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US Unarmed Drones Aid in Search for Nigeria Girls


In this photo taken from video by Nigeria's Boko Haram terrorist network, Monday May 12, 2014 shows the alleged missing girls abducted from the northeastern town of Chibok. The new video purports to show dozens of abducted schoolgirls, covered in jihab

In this photo taken from video by Nigeria's Boko Haram terrorist network, Monday May 12, 2014 shows the alleged missing girls abducted from the northeastern town of Chibok. The new video purports to show dozens of abducted schoolgirls, covered in jihab

The U.S. is using unarmed surveillance drones to aid in the search for the kidnapped Nigerian girls, Defense Secretary Chuck Hagel said Wednesday.

“We are now providing unmanned reconnaissance intelligence over Nigeria and we’ll continue to do that,” Hagel told reporters in Saudi Arabia, where he was attending a meeting of the regional Gulf Cooperation Council, the Wall Street Journal reported.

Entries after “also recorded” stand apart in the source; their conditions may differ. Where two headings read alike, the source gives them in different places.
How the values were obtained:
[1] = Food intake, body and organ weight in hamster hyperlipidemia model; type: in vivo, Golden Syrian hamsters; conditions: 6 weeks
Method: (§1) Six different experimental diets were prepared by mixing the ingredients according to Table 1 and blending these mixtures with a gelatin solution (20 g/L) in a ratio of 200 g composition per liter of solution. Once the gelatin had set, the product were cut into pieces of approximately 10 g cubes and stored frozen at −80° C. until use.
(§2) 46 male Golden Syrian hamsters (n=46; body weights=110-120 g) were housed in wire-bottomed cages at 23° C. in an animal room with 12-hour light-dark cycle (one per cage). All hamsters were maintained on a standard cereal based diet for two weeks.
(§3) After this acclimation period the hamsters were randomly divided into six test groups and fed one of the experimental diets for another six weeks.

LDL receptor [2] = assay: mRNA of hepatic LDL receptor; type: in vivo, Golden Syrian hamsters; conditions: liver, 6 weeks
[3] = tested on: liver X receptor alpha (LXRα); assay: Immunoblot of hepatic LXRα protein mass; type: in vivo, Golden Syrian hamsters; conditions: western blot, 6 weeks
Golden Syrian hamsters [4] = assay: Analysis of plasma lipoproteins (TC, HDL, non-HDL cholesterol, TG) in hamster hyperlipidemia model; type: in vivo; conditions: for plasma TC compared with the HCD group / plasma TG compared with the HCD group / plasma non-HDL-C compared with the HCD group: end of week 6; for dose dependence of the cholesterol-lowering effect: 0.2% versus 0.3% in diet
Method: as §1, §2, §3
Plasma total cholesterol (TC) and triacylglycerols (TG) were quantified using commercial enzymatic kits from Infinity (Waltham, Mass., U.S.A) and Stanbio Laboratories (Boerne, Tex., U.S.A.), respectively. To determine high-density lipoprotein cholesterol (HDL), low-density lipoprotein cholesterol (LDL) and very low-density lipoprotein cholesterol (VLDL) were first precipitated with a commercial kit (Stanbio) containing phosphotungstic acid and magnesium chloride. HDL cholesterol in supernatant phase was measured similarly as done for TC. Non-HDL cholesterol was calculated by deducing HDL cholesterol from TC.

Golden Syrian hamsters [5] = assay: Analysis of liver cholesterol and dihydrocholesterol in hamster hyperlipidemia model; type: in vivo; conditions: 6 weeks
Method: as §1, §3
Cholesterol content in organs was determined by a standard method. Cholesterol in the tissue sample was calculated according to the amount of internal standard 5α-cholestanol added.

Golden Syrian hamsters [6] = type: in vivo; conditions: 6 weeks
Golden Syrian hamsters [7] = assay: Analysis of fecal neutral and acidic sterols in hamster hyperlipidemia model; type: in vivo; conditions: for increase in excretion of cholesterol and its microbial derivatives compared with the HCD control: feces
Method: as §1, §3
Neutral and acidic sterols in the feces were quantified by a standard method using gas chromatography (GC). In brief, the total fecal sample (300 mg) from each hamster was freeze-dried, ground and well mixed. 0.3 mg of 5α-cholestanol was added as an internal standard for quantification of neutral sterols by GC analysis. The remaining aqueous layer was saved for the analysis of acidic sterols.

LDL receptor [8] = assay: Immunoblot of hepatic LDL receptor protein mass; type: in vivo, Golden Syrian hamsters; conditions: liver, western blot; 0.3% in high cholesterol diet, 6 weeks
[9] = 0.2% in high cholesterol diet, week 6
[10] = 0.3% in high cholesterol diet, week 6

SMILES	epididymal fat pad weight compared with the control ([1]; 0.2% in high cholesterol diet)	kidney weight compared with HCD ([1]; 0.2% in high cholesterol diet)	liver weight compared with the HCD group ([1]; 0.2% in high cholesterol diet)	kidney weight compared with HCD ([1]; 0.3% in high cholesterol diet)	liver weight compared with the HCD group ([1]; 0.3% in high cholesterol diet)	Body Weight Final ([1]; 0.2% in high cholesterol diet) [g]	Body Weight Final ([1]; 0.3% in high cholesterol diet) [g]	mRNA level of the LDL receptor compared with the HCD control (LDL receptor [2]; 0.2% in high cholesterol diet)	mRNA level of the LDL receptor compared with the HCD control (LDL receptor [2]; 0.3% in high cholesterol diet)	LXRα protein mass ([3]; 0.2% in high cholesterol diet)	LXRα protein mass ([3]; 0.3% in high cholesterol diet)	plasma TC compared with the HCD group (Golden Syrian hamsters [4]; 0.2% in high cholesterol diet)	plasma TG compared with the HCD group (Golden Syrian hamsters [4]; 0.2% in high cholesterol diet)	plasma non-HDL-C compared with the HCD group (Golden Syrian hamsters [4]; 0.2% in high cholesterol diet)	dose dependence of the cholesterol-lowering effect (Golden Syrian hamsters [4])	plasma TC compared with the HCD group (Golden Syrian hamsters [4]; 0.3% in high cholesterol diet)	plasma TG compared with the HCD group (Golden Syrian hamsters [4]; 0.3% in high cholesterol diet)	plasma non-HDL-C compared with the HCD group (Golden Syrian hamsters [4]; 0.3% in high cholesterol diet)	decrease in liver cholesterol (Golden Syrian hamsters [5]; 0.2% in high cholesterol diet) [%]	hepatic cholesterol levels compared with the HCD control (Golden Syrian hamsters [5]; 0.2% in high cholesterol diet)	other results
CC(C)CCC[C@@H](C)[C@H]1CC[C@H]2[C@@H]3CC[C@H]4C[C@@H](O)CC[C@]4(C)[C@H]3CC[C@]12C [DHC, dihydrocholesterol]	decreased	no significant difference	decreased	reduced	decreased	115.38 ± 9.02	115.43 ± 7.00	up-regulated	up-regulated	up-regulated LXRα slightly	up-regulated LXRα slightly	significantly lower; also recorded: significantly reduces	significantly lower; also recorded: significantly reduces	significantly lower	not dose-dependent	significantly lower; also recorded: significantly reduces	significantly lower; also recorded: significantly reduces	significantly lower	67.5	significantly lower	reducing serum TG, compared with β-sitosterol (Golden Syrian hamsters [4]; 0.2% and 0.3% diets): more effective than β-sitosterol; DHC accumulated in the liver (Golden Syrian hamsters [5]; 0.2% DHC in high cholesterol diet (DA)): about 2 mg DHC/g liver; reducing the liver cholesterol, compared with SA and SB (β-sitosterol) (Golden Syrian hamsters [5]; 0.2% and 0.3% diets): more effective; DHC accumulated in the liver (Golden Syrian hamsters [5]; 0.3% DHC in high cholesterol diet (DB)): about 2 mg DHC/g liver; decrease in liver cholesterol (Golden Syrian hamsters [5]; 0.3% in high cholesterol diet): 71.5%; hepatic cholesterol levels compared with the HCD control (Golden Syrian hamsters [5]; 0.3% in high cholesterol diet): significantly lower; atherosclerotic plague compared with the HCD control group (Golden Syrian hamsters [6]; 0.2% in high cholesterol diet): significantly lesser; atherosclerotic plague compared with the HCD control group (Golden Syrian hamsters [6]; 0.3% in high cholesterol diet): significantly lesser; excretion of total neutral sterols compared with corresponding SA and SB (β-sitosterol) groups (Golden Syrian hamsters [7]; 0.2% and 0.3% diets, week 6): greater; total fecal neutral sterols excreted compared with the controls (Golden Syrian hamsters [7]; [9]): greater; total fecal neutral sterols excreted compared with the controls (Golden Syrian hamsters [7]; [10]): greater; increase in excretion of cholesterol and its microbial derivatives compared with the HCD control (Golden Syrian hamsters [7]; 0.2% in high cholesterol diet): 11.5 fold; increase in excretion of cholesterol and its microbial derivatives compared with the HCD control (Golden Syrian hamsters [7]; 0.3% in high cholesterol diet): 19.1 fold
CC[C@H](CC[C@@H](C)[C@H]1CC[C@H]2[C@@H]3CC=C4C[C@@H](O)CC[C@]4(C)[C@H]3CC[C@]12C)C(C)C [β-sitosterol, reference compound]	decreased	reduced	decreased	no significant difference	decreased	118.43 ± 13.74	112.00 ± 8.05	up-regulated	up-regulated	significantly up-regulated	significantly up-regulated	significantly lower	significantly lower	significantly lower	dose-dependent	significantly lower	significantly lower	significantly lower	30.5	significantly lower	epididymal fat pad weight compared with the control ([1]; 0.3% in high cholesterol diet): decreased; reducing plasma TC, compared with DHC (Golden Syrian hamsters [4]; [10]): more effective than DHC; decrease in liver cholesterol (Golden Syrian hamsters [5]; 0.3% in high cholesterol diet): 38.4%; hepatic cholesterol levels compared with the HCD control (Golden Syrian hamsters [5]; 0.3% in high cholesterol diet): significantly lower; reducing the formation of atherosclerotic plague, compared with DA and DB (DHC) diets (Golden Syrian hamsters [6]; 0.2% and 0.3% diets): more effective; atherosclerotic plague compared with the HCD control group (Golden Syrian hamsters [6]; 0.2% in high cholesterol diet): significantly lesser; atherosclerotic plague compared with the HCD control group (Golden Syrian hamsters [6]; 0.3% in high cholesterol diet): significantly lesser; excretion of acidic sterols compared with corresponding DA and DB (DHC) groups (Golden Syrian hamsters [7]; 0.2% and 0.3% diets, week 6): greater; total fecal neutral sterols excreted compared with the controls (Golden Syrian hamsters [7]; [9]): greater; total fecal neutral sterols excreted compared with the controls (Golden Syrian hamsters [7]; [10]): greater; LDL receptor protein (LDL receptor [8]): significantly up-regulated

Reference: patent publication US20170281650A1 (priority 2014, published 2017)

However, the U.S. is not considering sending its forces into Nigeria to help rescue nearly 300 schoolgirls abducted last month by the Islamic militant group Boko Haram, White House spokesman Jay Carney said on Wednesday.

Carney said the U.S. military and other personnel are actively advising the Nigerian government as it seeks to locate the girls.

Britain, France and Israel also have sent intelligence and military experts to Nigeria to help look for the girls.

On Sunday, Hagel also said the United States has no plans to send troops to Nigeria to help recover the schoolgirls.

"There's no intention, at this point, to [put] American boots on the ground," Hagel told ABC television's "This Week" program.

Some information for this report provided by AP and AFP.
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